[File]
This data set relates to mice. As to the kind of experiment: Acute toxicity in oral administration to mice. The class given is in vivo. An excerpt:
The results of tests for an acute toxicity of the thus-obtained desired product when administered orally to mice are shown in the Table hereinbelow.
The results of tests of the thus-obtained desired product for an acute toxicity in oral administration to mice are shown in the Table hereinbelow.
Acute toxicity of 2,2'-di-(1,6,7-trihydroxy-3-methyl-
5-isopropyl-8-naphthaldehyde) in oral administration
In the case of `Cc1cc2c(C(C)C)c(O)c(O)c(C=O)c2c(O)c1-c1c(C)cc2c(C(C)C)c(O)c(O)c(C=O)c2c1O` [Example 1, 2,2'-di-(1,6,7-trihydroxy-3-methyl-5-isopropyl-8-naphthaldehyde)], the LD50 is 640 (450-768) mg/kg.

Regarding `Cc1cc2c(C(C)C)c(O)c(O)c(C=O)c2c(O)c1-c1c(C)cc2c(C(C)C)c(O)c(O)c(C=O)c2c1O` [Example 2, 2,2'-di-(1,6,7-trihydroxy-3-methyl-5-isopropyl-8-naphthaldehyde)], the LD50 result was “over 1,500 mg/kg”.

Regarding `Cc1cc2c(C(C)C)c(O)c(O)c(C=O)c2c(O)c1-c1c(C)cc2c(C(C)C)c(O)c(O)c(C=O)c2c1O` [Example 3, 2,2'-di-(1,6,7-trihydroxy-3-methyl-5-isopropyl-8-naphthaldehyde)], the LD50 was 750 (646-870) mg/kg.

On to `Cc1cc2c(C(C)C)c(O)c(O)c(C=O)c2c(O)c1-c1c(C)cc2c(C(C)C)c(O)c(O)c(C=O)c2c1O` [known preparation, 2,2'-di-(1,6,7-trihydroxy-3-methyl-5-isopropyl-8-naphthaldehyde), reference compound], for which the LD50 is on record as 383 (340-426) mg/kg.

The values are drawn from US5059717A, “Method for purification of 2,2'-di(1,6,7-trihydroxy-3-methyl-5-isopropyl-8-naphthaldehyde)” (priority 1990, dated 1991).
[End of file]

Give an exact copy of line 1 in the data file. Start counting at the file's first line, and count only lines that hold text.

This data set relates to mice. As to the kind of experiment: Acute toxicity in oral administration to mice. The class given is in vivo. An excerpt: